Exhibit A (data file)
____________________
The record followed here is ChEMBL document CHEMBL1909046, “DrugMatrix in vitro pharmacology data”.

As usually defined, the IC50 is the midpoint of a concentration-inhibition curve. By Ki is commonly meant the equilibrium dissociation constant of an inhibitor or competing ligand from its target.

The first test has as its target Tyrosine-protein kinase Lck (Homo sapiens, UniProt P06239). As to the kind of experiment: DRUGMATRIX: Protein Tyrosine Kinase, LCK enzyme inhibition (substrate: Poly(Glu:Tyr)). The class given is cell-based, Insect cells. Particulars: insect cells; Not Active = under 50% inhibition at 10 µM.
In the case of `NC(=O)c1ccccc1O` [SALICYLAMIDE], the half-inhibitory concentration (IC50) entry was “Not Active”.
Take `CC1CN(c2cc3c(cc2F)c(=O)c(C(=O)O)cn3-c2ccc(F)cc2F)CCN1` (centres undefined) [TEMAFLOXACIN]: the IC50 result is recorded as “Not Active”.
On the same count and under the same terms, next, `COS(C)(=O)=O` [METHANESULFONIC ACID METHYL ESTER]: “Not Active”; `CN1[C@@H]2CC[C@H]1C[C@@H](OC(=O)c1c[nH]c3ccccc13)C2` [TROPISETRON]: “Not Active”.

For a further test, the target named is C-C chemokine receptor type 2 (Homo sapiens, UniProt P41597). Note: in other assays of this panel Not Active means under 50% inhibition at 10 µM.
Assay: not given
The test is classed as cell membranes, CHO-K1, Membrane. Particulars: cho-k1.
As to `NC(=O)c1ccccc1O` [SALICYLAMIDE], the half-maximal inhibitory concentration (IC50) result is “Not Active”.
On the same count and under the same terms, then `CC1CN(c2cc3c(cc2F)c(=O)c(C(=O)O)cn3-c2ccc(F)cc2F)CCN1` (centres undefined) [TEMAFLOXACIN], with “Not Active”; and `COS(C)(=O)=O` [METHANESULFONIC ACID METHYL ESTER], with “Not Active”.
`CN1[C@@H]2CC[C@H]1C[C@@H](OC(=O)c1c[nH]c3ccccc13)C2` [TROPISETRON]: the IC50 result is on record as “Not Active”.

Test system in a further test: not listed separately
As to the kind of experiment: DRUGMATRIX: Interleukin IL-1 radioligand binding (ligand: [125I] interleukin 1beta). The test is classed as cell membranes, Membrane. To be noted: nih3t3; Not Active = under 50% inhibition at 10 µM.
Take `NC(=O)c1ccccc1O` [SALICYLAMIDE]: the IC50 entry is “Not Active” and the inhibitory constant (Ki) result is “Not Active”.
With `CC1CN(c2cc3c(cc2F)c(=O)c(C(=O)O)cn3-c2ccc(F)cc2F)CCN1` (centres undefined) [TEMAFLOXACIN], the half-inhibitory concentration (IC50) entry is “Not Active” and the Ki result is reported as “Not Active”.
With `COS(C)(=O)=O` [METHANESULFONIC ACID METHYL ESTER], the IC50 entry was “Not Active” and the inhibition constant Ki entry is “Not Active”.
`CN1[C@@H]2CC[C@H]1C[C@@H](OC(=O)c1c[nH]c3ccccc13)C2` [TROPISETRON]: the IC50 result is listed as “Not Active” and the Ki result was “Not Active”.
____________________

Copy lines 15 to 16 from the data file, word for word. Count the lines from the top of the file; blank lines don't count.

Take `NC(=O)c1ccccc1O` [SALICYLAMIDE]: the IC50 entry is “Not Active” and the inhibitory constant (Ki) result is “Not Active”.
With `CC1CN(c2cc3c(cc2F)c(=O)c(C(=O)O)cn3-c2ccc(F)cc2F)CCN1` (centres undefined) [TEMAFLOXACIN], the half-inhibitory concentration (IC50) entry is “Not Active” and the Ki result is reported as “Not Active”.